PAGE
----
The best conference room webcam in 2024: conferencing cameras for groups

Best conference webcams

Conference Webcam - Meeting Owl Pro

(Image credit: Owl Labs)

Our top picks↴
1.
Best overall: Meeting Owl Pro
2. Presentations: Obsbot Tiny 4K
3. Best 4K: Jabra Panacast 20
4. All-rounder: Meeting Capsule
5. Best wireless: ConferenceCam
6. Large rooms: Logitech Rally
7. All-in-one: Kandao Meeting Ultra
8. Android: Kandao Meeting Pro
9. Small spaces: Logitech BCC950
FAQs
How to choose
How we test

The best conference room webcam goes above and beyond to help a whole room participate in an online meeting. Using wide-angle or 360º lenses with smart cameras and microphones, these clever devices allow an entire table of people to be connected. Not only do they provide a broad view, but you can often also home in on different people and select specific voices, too. 

We've applied our experience in testing and reviewing webcams to compile a list of the best models for conference use. We've looked for features such as automatic face detection and conference-grade mics, and speakers with noise cancellation. 

Some cameras may use digital zoom and perspective correction to hone the footage, while, high-end PTZ cameras can track subjects using optical technology, which tends to have superior sharpness over other models. Some larger rooms will call for multiple speakers in order to get the best experience. 

Our top picks

Best conference room webcam in 2024

Why you can trust Digital Camera World Our expert reviewers spend hours testing and comparing products and services so you can choose the best for you. Find out how we test.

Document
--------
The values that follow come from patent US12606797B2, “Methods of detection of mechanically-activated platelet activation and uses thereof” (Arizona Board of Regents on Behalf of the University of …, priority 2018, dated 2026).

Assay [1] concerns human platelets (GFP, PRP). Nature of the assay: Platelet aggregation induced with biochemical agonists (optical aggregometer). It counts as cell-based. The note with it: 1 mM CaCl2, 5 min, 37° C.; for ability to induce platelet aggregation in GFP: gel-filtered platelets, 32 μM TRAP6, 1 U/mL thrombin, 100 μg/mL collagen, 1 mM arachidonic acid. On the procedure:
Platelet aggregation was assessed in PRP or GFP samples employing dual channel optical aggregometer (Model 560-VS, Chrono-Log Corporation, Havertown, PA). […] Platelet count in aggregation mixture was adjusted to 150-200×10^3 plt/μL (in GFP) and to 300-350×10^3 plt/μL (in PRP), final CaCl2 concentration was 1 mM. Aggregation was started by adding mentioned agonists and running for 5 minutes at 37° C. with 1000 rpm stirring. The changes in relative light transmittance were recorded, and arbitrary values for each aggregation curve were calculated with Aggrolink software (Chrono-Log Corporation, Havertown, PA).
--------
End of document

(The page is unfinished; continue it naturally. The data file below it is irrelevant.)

Best overall

(Image credit: Owl Labs)

1. Meeting Owl Pro

The best conference room webcam overall

Specifications

Resolution: 1080P
Frame Rate: 30fps
Audio: 8-mic + Triple speaker
Pan/Tilt/Zoom: Auto, Digital
Field of View: 360˚
Size: 273 x 111 x 111mm
Weight: 2.65lb/1.2kg

Reasons to buy

+
Award-winning design
+
Smart zoom
+
Whiteboard Owl accessory

Reasons to avoid

-
Requires subscription

The Meeting Owl is the best conference room webcam on the market today, and you don't just have to take our word for it. This webcam has picked up several awards for its brilliant design, capped with a 360˚ camera and equipped with the software to identify team members who are talking and give them centre stage. 

Along the top (unless disabled in the options) is a thin strip showing a perspective-corrected strip of the whole-room view. Both images are considerably more flattering than those from a shorter camera, thanks to the device's 11-inch body height. And the sound is capably handled by the eight mics, which also help locate the subject, and boast a good pick-up range of 18ft (5.5m). 

The ‘Pro’ is the latest version of the Meeting Owl, with a more powerful processor, better resolution, and louder speakers. The camera lock is controlled via a phone app, and want to share the discussion points, the optional Whiteboard Owl accessory adds a distortion-corrected view of the whiteboard. The view isn’t even blocked as the board is written on; the software applies partial transparency and even offers a step-by-step playback. 

On the downside, the device requires an annual software subscription. But if you want the best conference room webcam there is, that's probably going to be a price worth paying.

Best for one-person presentations

(Image credit: Adam Juniper/Digital Camera World)
Best for single-person presentations

Specifications

Resolution: 4K
Frame Rate: 30fps
Audio: Noise-cancelling mic
Pan/Tilt/Zoom: 300˚ / 180˚ / 4x (digital)
Field of View: 86˚ (vertical)
Size: 89 x 58 x 58mm
Weight: 147g

Reasons to buy

+
Clips onto the top of a laptop
+
Gesture zoom in and out
+
Noise cancelling microphones

Reasons to avoid

-
Designed for one user
-
Digital zoom only